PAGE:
### All High School Physics Resources

## Example Questions

### Example Question #1 : Understanding Elastic And Inelastic Collisions

A car travelling at collides with another car that is at rest. The two bumpers lock and the cars move forward together. What is their final velocity?

**Possible Answers:**

**Correct answer:**

This is an example of an inelastic collision, as the two cars stick together after colliding. We can assume momentum is conserved.

To make the equation easier, let's call the first car "1" and the second car "2."

Using conservation of momentum and the equation for momentum, , we can set up the following equation.

Since the cars stick together, they will have the same final velocity. We know the second car starts at rest, and the velocity of the first car is given. Plug in these values and solve for the final velocity.

### Example Question #1 : Understanding Elastic And Inelastic Collisions

A ball moving at strikes a ball at rest. After the collision the ball is moving with a velocity of . What is the velocity of the second ball?

**Possible Answers:**

**Correct answer:**

This is an example of an elastic collision. We start with two masses and end with two masses with no loss of energy.

We can use the law of conservation of momentum to equate the initial and final terms.

Plug in the given values and solve for .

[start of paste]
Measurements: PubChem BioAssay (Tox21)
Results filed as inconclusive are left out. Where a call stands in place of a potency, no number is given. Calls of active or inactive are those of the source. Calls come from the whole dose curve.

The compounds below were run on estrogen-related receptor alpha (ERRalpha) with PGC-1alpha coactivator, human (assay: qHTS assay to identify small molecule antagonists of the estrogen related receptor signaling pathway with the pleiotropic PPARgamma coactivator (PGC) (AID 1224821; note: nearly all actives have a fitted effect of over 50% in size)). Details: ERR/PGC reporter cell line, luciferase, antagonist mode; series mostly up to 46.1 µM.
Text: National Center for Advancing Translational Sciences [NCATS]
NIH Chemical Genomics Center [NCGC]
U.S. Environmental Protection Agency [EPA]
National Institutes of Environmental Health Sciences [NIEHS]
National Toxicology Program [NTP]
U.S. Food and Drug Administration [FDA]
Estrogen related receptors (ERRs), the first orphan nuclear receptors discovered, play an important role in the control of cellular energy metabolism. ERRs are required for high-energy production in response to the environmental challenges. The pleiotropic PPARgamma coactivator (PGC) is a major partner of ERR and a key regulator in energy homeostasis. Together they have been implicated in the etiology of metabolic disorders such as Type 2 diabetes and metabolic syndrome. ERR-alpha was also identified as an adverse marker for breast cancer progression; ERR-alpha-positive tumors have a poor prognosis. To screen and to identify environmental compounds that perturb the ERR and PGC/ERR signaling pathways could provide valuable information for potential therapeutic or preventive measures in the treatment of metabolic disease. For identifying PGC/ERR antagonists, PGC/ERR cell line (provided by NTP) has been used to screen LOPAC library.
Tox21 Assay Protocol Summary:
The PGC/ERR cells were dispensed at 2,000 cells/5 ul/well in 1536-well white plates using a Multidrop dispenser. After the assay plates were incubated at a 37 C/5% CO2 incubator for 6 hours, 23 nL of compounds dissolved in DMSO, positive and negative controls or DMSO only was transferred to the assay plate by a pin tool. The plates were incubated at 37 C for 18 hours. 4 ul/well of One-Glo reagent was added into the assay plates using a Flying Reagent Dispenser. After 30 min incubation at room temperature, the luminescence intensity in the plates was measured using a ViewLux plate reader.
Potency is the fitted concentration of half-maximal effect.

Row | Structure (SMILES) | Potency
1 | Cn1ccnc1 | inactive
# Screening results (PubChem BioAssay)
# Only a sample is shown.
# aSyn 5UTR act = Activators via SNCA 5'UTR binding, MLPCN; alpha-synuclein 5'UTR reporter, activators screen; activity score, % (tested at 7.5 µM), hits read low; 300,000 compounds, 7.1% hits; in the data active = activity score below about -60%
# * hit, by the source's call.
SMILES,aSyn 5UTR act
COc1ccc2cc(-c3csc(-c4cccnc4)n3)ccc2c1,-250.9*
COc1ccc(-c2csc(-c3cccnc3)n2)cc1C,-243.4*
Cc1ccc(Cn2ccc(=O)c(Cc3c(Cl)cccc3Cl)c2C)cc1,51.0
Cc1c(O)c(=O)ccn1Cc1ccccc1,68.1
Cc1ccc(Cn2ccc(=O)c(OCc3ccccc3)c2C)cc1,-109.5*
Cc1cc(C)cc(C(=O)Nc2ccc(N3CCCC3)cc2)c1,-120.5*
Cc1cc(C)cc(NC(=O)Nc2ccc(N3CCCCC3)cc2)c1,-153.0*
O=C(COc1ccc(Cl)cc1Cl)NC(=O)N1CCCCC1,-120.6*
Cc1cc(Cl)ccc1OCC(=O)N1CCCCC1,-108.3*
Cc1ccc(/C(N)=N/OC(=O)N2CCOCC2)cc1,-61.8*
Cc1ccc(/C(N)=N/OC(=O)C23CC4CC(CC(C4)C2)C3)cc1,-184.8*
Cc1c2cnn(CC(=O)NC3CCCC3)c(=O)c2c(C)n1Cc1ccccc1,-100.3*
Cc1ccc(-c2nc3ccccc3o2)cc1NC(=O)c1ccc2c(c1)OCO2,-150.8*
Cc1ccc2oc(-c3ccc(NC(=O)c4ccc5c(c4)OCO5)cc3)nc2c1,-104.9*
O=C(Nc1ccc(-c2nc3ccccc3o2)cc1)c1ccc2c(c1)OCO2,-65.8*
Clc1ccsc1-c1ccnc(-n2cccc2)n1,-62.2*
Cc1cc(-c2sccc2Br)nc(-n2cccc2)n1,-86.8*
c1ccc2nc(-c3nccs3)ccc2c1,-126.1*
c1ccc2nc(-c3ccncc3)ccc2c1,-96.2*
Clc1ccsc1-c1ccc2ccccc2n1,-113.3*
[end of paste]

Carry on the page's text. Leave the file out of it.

### Example Question #3 : Understanding Elastic And Inelastic Collisions

A ball strikes a ball at rest. After the collision the ball is moving with a velocity of and the second ball is moving with a velocity of . What is the initial velocity of the first ball?

**Possible Answers:**

**Correct answer:**

This is an example of an elastic collision. We start with two masses and end with two masses with no loss of energy.

We can use the law of conservation of momentum to equate the initial and final terms.

Plug in the given values and solve for .

### Example Question #1 : Understanding Elastic And Inelastic Collisions

A ball moving at strikes a second ball at rest. After the collision the ball is moving with a velocity of and the second ball is moving with a velocity of . What is the mass of the second ball?

**Possible Answers:**

**Correct answer:**

This is an example of an elastic collision. We start with two masses and end with two masses with no loss of energy.

We can use the law of conservation of momentum to equate the initial and final terms.

Plug in the given values and solve for .

### Example Question #1 : Understanding Elastic And Inelastic Collisions

Which of these would NOT be an example of an inelastic collision?

**Possible Answers:**

A man is clapping his hands such that they move with equal, but opposite velocities

Two cars crash into each other, and stop with a loud bang

Two hydrogen atoms fuse together to form a helium atom and gamma radiation